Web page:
Zigduino on Arduino IDE 1.5

I finally got around to porting the Zigduino files over to the Arduino-1.5.7 IDE... and it is wonderful.

Instead of being somewhat painful to install like the previous versions, it's just a zip file that you unpack in to the $SKETCHBOOK/hardware directory and restart the IDE. The Arduino-1.5.7 IDE also uses a current avr-gcc toolchain, so no mucking around with that either. I've pulled the ZigduinoRadio library into the distribution as well, so the new process is as follows:

  1. Download the zipball from Github.
  2. Unpack the zipball into the hardware subdirectory of your Arduino sketchbook directory
  3. Start the Arduino-1.5.7 IDE

And that's it!

RGB LED Matrix Customer Projects

A couple of my latest customers for the new RGB LED Matrix Backpack have done some pretty cool things with it. 

Steven programmed a gorgeous multi-color bouncing ball interaction with the aliasing tricks to increase the apparent resolution. This is one of the nicer video clips I've seen -- shooting things that glow is difficult to do well and Steven did a nice job here. 

Charles put together a neat little printable 3D snap-action clip that makes it really easy to connect backpacks together to build arrays of LED matrices. You can find the model on TinkerCAD.

Another op amp parameter to pay attention to...

I recently managed to build a non-inverting amplifier with an op amp that acted as an inverting amplifier. I found this more than a little puzzling, and asked around for possible causes. My friends were kind enough not to laugh too much when they pointed out my error. 

The problem was that the op amp I had selected, the TL974, has a rather tight common mode voltage spec. It expects the common mode input voltage to be more than a volt from each power rail. The common mode voltage is the average of the two input voltages. Since those voltages are equal (or nearly so) in the non-inverting configuration, we can assume that the common mode voltage is equal to the input voltage.   

The input voltages on my circuit ranged from 0-1.8V against power rails of 0V and 3.8V. Not surprisingly, this didn't work very well; it caused the inverting and non-inverting inputs to swap places. As a result, instead of amplifying the input voltage across the intended gain of two, it shifted the signal up 1.8V and inverted it. Wheeee!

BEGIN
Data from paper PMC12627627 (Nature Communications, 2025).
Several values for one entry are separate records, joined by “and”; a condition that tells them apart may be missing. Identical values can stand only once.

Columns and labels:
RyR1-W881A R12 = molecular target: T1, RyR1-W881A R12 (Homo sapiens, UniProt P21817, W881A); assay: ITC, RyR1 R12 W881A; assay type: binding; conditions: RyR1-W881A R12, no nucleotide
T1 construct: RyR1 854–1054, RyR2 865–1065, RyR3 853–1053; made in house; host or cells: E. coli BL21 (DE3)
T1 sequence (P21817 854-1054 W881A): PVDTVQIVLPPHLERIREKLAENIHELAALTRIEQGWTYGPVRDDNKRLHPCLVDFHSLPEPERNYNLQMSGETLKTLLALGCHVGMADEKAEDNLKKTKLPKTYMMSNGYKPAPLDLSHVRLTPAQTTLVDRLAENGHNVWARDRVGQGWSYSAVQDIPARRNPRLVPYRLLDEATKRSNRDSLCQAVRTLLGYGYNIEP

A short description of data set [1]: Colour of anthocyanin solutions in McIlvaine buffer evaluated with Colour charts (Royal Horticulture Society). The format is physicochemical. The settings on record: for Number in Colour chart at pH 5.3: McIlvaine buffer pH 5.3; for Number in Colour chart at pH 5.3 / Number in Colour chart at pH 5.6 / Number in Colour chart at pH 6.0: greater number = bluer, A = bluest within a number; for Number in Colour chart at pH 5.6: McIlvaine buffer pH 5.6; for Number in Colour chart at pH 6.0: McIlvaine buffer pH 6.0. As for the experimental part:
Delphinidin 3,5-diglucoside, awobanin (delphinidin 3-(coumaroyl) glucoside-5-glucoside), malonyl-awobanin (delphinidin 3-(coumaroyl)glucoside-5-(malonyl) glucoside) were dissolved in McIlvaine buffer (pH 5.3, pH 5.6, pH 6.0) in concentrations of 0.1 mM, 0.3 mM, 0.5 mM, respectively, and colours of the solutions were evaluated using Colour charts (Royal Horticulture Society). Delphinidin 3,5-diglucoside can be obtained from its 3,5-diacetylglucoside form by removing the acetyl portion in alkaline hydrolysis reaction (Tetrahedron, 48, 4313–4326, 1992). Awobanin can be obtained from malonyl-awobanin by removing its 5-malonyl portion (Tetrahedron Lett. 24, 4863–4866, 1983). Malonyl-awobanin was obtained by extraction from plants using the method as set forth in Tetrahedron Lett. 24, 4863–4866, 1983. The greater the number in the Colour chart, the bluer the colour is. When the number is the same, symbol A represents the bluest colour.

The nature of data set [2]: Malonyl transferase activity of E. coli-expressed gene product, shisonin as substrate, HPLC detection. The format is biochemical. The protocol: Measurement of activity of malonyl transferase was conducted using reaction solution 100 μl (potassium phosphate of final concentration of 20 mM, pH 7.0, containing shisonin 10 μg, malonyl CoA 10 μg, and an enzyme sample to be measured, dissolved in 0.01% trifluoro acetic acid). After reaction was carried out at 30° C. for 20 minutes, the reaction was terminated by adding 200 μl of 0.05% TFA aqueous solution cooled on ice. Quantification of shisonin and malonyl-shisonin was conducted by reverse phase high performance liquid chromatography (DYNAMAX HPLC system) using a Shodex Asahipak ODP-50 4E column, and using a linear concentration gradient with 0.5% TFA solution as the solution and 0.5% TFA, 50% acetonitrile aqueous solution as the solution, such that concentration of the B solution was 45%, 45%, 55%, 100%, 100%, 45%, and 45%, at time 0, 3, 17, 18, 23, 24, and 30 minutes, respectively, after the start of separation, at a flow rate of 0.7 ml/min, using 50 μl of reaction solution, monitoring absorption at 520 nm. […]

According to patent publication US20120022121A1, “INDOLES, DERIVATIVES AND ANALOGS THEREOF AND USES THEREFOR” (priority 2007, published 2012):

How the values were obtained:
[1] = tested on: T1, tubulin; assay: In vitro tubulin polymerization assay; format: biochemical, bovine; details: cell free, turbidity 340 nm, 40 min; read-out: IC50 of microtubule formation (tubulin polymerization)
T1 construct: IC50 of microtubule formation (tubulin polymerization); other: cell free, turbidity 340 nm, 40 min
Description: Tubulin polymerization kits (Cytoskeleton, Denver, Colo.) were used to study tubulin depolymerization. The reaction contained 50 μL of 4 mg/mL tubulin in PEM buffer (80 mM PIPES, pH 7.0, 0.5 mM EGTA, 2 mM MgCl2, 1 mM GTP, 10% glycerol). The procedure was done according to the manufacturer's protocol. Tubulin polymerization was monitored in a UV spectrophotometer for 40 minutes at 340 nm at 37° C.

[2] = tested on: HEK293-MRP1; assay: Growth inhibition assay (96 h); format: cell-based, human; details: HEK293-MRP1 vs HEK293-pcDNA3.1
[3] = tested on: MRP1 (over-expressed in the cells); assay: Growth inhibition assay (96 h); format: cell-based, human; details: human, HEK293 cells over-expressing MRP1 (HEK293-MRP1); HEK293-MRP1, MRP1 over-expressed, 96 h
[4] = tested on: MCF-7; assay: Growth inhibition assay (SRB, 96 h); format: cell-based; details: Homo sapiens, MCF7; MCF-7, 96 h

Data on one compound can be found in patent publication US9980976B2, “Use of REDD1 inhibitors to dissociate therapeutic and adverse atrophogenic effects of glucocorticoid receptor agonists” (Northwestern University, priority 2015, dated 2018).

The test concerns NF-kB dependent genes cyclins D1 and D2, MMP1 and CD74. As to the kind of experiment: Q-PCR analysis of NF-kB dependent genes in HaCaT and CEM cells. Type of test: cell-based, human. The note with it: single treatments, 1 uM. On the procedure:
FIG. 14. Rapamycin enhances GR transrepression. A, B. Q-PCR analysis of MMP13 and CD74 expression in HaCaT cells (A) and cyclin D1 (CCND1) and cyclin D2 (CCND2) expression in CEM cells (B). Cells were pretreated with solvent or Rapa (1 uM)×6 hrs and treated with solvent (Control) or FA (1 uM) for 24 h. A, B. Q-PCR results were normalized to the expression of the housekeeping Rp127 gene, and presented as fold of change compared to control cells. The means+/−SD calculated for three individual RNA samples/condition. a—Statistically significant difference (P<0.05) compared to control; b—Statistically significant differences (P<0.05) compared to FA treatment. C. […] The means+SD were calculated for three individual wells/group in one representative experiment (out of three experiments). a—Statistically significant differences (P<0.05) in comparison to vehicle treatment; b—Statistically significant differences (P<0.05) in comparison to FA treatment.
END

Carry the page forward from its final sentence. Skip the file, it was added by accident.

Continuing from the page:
Here's a long but useful discussion of this issue on Planet Analog.

Circuit pattern trading cards

Arachnid Labs has come out with circuit pattern trading cards. Most electrical circuits are composed from a relatively small number of common patterns that can be designed and analyzed as units. The engineer can then compose these individual sub-circuits into a completed device.  

Arachnid Labs took this and produced a set of 32 trading cards that illustrate some of the most common ones. Once you recognize these patterns, you will begin to see them in every schematic you see.


New website!

If you haven't visited our website in a while, you may notice that it looks much different. That's because we've re-designed it and switched from Google Checkout over to Stripe for handling credit cards and the like. It doesn't require your credit card to be attached to your Google account in order to use it, which should help some of our institutional customers. 

We've tried to duplicate as many links from the old website as made sense. Please poke around and see if we've missed anything important. 

Come see us at Maker Faire Bay Area 2013!

It's that time of year again -- time for Maker Faire Bay Area! We'll be sharing a booth with the Metrix Open Hardware Alliance, which is a coalition of several Seattle-area open source hardware companies, including OpenBeam USA, organized by our friends at Metrix Create:Space. We'll be in booth 514, in the southeast quadrant of the Expo Hall.

Academic Zigduino projects

A couple of interesting Zigduino projects in academic settings have recently been published. The first is from Frank Zhao, the author of the ZigduinoRadio package. He and his seminar group at the University of Waterloo created ARUCI: Augmented Reality Universal Controller and Identifier.

The second is a paper presented at IMECS 2013 about using Zigduinos andContiki to build loosely coupled wireless sensor networks. They are working with a middleware layer for building sensor networks called LooCI and evaluating how the Zigduino behaves with it.

New Zigduino r2 documentation and availability

First, the entire first spin of the Zigduino r2 sold out in two weeks. Since it's Chinese New Year, and our bare PCBs are made in China, it will be several weeks before we have more in stock. However, for those of you who do have them, we've got some amazing new documentation to show you. 

Arduino forum user pighixx has created gorgeous and detailed pinout diagrams for every official Arduino variant and a number of unofficial ones, including the Zigduino.

As you can see, it covers every pin and every function. I love these diagrams, and I am very glad pighixx was willing to create them for us! You can also download a PDF version.